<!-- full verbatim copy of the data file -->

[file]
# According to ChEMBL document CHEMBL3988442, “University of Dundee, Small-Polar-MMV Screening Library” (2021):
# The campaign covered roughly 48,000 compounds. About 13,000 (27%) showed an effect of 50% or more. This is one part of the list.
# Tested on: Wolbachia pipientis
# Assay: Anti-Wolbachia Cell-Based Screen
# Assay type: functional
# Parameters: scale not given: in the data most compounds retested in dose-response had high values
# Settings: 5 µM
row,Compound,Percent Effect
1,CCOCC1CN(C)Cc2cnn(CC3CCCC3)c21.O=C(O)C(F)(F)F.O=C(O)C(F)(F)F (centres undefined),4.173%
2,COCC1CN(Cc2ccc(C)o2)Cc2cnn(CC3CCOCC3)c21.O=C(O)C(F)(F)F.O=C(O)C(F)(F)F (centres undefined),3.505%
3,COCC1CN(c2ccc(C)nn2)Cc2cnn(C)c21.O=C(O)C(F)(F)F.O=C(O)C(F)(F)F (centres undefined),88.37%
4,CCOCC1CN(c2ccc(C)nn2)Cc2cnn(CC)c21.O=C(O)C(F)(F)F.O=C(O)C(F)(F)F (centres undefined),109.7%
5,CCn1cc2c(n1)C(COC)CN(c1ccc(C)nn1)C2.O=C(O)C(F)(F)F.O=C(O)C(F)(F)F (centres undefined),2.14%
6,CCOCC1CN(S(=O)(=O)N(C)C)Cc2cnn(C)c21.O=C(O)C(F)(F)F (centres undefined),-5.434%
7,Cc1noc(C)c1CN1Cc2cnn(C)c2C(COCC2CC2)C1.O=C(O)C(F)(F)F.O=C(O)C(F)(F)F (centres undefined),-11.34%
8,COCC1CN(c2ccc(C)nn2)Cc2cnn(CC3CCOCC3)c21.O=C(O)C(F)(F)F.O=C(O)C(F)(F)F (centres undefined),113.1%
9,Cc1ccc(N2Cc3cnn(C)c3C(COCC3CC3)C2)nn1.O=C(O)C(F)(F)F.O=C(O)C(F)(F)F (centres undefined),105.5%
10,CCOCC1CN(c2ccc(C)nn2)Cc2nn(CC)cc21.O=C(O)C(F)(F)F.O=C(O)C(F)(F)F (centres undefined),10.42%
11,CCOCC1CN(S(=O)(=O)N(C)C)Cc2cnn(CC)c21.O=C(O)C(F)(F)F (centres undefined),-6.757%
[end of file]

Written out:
# According to ChEMBL document CHEMBL3988442, “University of Dundee, Small-Polar-MMV Screening Library” (2021):
# The campaign covered roughly 48,000 compounds. About 13,000 (27%) showed an effect of 50% or more. This is one part of the list.
# Tested on: Wolbachia pipientis
# Assay: Anti-Wolbachia Cell-Based Screen
# Assay type: functional
# Parameters: scale not given: in the data most compounds retested in dose-response had high values
# Settings: 5 µM
row,Compound,Percent Effect
1,CCOCC1CN(C)Cc2cnn(CC3CCCC3)c21.O=C(O)C(F)(F)F.O=C(O)C(F)(F)F (centres undefined),4.173%
2,COCC1CN(Cc2ccc(C)o2)Cc2cnn(CC3CCOCC3)c21.O=C(O)C(F)(F)F.O=C(O)C(F)(F)F (centres undefined),3.505%
3,COCC1CN(c2ccc(C)nn2)Cc2cnn(C)c21.O=C(O)C(F)(F)F.O=C(O)C(F)(F)F (centres undefined),88.37%
4,CCOCC1CN(c2ccc(C)nn2)Cc2cnn(CC)c21.O=C(O)C(F)(F)F.O=C(O)C(F)(F)F (centres undefined),109.7%
5,CCn1cc2c(n1)C(COC)CN(c1ccc(C)nn1)C2.O=C(O)C(F)(F)F.O=C(O)C(F)(F)F (centres undefined),2.14%
6,CCOCC1CN(S(=O)(=O)N(C)C)Cc2cnn(C)c21.O=C(O)C(F)(F)F (centres undefined),-5.434%
7,Cc1noc(C)c1CN1Cc2cnn(C)c2C(COCC2CC2)C1.O=C(O)C(F)(F)F.O=C(O)C(F)(F)F (centres undefined),-11.34%
8,COCC1CN(c2ccc(C)nn2)Cc2cnn(CC3CCOCC3)c21.O=C(O)C(F)(F)F.O=C(O)C(F)(F)F (centres undefined),113.1%
9,Cc1ccc(N2Cc3cnn(C)c3C(COCC3CC3)C2)nn1.O=C(O)C(F)(F)F.O=C(O)C(F)(F)F (centres undefined),105.5%
10,CCOCC1CN(c2ccc(C)nn2)Cc2nn(CC)cc21.O=C(O)C(F)(F)F.O=C(O)C(F)(F)F (centres undefined),10.42%
11,CCOCC1CN(S(=O)(=O)N(C)C)Cc2cnn(CC)c21.O=C(O)C(F)(F)F (centres undefined),-6.757%